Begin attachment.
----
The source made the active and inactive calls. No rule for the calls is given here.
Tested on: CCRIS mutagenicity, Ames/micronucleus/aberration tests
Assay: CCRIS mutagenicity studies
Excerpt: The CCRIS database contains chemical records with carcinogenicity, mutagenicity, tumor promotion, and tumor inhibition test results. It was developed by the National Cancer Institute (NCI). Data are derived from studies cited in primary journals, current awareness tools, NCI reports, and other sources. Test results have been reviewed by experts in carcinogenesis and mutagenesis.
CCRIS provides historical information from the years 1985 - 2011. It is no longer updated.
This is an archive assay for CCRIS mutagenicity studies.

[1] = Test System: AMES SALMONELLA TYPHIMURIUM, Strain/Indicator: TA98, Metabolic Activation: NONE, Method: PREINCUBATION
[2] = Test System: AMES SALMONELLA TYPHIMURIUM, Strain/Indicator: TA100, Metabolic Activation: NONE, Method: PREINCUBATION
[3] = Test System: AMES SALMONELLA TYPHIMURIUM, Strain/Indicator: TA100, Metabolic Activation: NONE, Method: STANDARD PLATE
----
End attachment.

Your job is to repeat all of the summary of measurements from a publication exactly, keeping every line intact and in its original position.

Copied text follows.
The source made the active and inactive calls. No rule for the calls is given here.
Tested on: CCRIS mutagenicity, Ames/micronucleus/aberration tests
Assay: CCRIS mutagenicity studies
Excerpt: The CCRIS database contains chemical records with carcinogenicity, mutagenicity, tumor promotion, and tumor inhibition test results. It was developed by the National Cancer Institute (NCI). Data are derived from studies cited in primary journals, current awareness tools, NCI reports, and other sources. Test results have been reviewed by experts in carcinogenesis and mutagenesis.
CCRIS provides historical information from the years 1985 - 2011. It is no longer updated.
This is an archive assay for CCRIS mutagenicity studies.

[1] = Test System: AMES SALMONELLA TYPHIMURIUM, Strain/Indicator: TA98, Metabolic Activation: NONE, Method: PREINCUBATION
[2] = Test System: AMES SALMONELLA TYPHIMURIUM, Strain/Indicator: TA100, Metabolic Activation: NONE, Method: PREINCUBATION
[3] = Test System: AMES SALMONELLA TYPHIMURIUM, Strain/Indicator: TA100, Metabolic Activation: NONE, Method: STANDARD PLATE